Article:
Worshipping the Sun God at Chincha
When I came to South America, I imagined I'd be spending a lot of time on sandy beaches. I figured my pasty-white Midwestern skin would soon turn into a perma-tan, that within a month I'd look like one of those beach bums in a Hollister ad.
Long story short: That didn't happen. So far, I've spent more time in wool sweaters than I have in flip flops. I may have even gotten whiter. But summer is finally upon us here in Lima, and with summer, every Limeño with a couple of days free escapes the stifling city for the sandy beaches along the Pacific coast. I got my first taste of this tradition over the weekend -- with a nasty sunburn to boot.
Me and some friends headed about three hours south of Lima to Chincha, a city of about 180,000 known for its Afro-Peruvian music and pleasant, uncrowded beaches. For lodging, our friend Diego graciously offered up his family's beach-side villa -- a low-key place a few miles outside of town on an isolated stretch of ocean. There, we spotted some dolphins, body surfed in some incredibly powerful waves, and drank cuba libres under the hot sun for two days. It was all I thought South America would be packed into one weekend.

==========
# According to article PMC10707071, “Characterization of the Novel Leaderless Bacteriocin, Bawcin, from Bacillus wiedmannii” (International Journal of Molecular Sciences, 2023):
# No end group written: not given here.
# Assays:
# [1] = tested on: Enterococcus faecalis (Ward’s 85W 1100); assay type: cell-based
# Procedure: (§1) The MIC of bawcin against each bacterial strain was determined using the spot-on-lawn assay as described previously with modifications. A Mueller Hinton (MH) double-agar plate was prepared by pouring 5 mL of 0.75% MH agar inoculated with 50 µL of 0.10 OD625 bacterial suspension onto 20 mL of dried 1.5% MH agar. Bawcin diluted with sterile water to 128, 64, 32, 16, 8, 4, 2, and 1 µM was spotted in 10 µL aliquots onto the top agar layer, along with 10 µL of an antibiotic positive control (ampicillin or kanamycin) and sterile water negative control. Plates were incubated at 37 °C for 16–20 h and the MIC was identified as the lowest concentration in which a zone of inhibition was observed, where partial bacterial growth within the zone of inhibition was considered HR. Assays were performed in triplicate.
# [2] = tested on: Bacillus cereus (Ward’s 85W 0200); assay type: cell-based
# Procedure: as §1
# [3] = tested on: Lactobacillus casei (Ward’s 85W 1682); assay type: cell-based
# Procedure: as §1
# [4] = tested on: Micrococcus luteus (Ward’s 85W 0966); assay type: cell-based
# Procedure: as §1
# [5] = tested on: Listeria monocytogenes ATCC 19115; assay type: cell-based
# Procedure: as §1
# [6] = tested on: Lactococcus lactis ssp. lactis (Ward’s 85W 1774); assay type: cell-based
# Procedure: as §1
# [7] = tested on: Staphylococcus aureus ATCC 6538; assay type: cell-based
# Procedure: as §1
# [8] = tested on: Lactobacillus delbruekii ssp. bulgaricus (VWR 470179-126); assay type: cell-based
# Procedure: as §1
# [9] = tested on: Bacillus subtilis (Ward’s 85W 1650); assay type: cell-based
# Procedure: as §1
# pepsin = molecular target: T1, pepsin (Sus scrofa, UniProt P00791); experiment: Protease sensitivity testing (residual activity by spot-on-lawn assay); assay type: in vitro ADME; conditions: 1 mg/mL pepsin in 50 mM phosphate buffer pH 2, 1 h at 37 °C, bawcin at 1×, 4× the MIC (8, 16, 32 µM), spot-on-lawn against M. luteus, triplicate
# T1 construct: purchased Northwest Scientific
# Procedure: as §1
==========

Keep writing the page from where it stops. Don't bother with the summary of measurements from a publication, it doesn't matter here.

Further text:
A word to the wise: If you're looking into a trip to Peru, you may have heard that the beaches here are a bit sub-par, even ugly. I found no evidence of this over the weekend. Sure, Peru's desert coast is decidedly un-tropical. And the sand here has more of a slate-grey tone than your typical Caribbean paradise. But the place had it's own brand of stark beauty -- like a study in neutral tones -- and the sun shines and the palm fronds sway in the breeze here just as they do in Aruba.
I hope that stays a secret for selfish reasons, though. Best of all in our weekend beach trip? We had the whole place to ourselves.